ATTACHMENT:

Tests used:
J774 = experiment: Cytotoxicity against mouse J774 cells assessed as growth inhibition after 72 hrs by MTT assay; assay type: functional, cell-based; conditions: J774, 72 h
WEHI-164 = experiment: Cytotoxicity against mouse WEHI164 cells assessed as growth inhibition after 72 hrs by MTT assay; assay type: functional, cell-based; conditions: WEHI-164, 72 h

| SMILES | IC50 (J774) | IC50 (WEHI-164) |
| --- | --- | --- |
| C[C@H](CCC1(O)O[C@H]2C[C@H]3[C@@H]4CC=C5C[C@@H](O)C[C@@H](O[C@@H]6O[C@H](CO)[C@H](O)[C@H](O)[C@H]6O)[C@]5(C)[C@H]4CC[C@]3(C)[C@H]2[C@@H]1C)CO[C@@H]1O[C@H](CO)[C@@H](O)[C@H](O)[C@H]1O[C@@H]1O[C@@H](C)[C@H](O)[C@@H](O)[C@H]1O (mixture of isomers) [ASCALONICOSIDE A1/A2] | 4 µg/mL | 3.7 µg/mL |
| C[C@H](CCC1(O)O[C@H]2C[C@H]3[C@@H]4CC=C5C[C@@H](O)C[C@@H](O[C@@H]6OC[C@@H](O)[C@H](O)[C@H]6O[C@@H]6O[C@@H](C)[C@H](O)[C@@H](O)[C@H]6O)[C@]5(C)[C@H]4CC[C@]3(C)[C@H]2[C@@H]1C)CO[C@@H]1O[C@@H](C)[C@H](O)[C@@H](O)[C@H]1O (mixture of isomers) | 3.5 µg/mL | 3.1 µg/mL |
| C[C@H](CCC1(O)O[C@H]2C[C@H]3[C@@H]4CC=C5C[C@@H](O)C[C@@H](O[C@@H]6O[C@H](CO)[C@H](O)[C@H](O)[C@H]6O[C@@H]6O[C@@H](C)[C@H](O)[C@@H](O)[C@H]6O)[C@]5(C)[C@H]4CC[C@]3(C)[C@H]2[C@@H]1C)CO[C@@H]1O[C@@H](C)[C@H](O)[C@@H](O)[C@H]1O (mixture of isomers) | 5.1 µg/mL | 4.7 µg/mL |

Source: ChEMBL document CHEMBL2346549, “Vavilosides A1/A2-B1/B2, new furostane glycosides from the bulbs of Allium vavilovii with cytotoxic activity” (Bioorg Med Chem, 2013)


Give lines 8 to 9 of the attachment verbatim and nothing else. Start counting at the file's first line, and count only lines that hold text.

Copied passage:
| C[C@H](CCC1(O)O[C@H]2C[C@H]3[C@@H]4CC=C5C[C@@H](O)C[C@@H](O[C@@H]6O[C@H](CO)[C@H](O)[C@H](O)[C@H]6O[C@@H]6O[C@@H](C)[C@H](O)[C@@H](O)[C@H]6O)[C@]5(C)[C@H]4CC[C@]3(C)[C@H]2[C@@H]1C)CO[C@@H]1O[C@@H](C)[C@H](O)[C@@H](O)[C@H]1O (mixture of isomers) | 5.1 µg/mL | 4.7 µg/mL |

Source: ChEMBL document CHEMBL2346549, “Vavilosides A1/A2-B1/B2, new furostane glycosides from the bulbs of Allium vavilovii with cytotoxic activity” (Bioorg Med Chem, 2013)